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The Relationship between Medical Resources and Measures of Health: Some Additional Evidence


  • Joseph P. Newhouse
  • Lindy J. Friedlander


The relationship between an area's medical resources and physiological measures of individual health status is examined. Variables such as age, sex, race, education, and income are controlled for. The physiological measures include diastolic blood pressure, serum cholesterol concentration, electrocardiogram, chest X-ray, varicose veins, and periodontal disease. Although additional education and income were associated with fewer abnormal chest X-rays and less periodontal disease, the physiological measures were little affected by additional medical resources. The results are consistent with the view that what the individual does (or does not) do for himself affects health more than do additional medical resources.

Suggested Citation

  • Joseph P. Newhouse & Lindy J. Friedlander, 1980. "The Relationship between Medical Resources and Measures of Health: Some Additional Evidence," Journal of Human Resources, University of Wisconsin Press, vol. 15(2), pages 200-218.
  • Handle: RePEc:uwp:jhriss:v:15:y:1980:i:2:p:200-218

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    Cited by:

    1. Helge Liebert & Beatrice Mäder, 2018. "Physician Density and Infant Mortality: A Semiparametric Analysis of the Returns to Health Care Provision," CESifo Working Paper Series 7209, CESifo.
    2. Koyin Chang & Yung‐Hsiang Ying, 2008. "An Empirical Study On Health In Taiwan And Its Long‐Term Adjustment," The Japanese Economic Review, Japanese Economic Association, vol. 59(1), pages 84-98, March.
    3. Erika Laranjeira & Helena Szrek, 2016. "Going beyond life expectancy in assessments of health systems’ performance: life expectancy adjusted by perceived health status," International Journal of Health Economics and Management, Springer, vol. 16(2), pages 133-161, June.
    4. Reed Olsen & Subhasree Basu Roy & Hui-Kuan Tseng, 2019. "The Hispanic health paradox for older Americans: an empirical note," International Journal of Health Economics and Management, Springer, vol. 19(1), pages 33-51, March.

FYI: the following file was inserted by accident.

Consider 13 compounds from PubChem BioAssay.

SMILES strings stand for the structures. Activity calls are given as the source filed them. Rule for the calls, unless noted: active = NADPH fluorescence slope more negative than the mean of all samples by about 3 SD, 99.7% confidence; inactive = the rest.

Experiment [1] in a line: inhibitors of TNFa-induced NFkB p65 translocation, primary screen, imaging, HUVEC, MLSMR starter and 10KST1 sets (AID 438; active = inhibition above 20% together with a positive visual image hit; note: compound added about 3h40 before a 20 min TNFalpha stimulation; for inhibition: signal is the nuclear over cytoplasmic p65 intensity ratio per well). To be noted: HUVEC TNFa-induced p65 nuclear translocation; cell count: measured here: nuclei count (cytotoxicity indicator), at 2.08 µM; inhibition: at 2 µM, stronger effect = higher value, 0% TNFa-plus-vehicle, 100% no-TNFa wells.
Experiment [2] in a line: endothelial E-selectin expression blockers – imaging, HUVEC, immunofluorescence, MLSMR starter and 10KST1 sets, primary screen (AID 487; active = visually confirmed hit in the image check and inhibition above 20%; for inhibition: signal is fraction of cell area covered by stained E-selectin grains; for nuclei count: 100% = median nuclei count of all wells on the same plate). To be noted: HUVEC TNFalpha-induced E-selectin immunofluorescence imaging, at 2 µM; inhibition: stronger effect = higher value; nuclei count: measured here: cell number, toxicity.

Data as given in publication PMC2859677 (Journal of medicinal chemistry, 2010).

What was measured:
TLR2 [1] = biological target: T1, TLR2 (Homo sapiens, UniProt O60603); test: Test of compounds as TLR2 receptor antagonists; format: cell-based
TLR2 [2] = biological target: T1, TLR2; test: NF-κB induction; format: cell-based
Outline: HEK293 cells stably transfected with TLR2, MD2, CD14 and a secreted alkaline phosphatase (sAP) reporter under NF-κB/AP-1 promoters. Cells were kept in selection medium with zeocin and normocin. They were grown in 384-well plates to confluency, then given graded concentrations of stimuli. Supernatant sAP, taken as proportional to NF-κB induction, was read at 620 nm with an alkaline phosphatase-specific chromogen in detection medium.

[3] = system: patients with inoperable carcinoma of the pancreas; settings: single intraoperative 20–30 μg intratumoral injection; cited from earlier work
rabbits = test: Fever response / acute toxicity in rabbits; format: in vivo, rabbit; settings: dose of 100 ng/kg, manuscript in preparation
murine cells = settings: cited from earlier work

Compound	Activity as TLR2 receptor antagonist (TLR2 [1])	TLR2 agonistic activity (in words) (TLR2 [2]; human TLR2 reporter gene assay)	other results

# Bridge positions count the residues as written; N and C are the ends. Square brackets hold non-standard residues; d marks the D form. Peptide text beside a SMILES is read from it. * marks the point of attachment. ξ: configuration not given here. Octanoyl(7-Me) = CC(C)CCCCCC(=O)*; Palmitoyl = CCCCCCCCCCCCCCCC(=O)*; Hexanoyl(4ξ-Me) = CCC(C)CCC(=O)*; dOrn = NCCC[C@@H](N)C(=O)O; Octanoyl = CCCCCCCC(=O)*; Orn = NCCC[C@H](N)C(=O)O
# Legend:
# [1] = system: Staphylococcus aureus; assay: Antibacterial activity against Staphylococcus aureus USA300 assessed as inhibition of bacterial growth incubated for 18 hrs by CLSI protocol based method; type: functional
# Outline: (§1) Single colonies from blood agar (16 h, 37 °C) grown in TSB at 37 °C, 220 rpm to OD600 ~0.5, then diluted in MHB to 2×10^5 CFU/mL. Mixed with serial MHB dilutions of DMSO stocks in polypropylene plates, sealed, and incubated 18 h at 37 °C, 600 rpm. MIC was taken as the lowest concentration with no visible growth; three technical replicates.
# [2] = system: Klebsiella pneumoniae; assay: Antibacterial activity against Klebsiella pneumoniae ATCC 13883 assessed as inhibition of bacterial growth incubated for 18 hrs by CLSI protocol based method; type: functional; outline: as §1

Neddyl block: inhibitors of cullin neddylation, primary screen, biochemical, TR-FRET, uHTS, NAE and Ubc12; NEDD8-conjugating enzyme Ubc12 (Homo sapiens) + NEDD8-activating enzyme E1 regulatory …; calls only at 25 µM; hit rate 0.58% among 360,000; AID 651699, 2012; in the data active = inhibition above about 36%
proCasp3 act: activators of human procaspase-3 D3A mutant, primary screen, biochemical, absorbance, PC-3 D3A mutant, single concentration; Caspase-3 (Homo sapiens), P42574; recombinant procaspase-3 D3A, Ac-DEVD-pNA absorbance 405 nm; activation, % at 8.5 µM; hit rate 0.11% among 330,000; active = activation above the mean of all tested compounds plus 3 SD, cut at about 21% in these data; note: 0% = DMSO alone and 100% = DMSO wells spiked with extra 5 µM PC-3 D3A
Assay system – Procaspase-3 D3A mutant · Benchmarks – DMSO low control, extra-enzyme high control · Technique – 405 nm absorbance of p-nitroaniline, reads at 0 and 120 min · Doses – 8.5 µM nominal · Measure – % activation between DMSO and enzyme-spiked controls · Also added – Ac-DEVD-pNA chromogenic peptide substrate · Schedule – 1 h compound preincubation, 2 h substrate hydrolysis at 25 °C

5. Angus Deaton, 2003. "Health, Inequality, and Economic Development," Journal of Economic Literature, American Economic Association, vol. 41(1), pages 113-158, March.
    6. Grembowski, David & Bekemeier, Betty & Conrad, Douglas & Kreuter, William, 2010. "Are local health department expenditures related to racial disparities in mortality?," Social Science & Medicine, Elsevier, vol. 71(12), pages 2057-2065, December.
    7. Farrell, Phillip & Fuchs, Victor R. & Fuchs, Victor R., 1982. "Schooling and health : The cigarette connection," Journal of Health Economics, Elsevier, vol. 1(3), pages 217-230, December.
    8. Alexander J. Cowell, 2006. "The relationship between education and health behavior: some empirical evidence," Health Economics, John Wiley & Sons, Ltd., vol. 15(2), pages 125-146, February.
    9. Mark Berger & Jodi Messer, 2002. "Public financing of health expenditures, insurance, and health outcomes," Applied Economics, Taylor & Francis Journals, vol. 34(17), pages 2105-2113.
    10. Retzlaff-Roberts, Donna & Chang, Cyril F. & Rubin, Rose M., 2004. "Technical efficiency in the use of health care resources: a comparison of OECD countries," Health Policy, Elsevier, vol. 69(1), pages 55-72, July.
    11. Hui-Kuan Tseng & Reed Olsen, 2016. "The U.S. health production function: evidence from 2001 to 2009," International Journal of Health Economics and Management, Springer, vol. 16(1), pages 51-64, March.
    12. Reed Olsen & Hui-Kuan Tseng, 2016. "The U.S. health care expenditure: evidence from 2001 to 2009," Applied Economics, Taylor & Francis Journals, vol. 48(60), pages 5931-5940, December.
    13. William N. Evans & Edward Montgomery, 1994. "Education and Health: Where There's Smoke There's an Instrument," NBER Working Papers 4949, National Bureau of Economic Research, Inc.
    14. Grignon, Michel, 2008. "The role of education in health system performance," Economics of Education Review, Elsevier, vol. 27(3), pages 299-307, June.
    15. John Robst & Glenn Graham, 1997. "Access to health care and current health status: do physicians matter?," Applied Economics Letters, Taylor & Francis Journals, vol. 4(1), pages 45-48.

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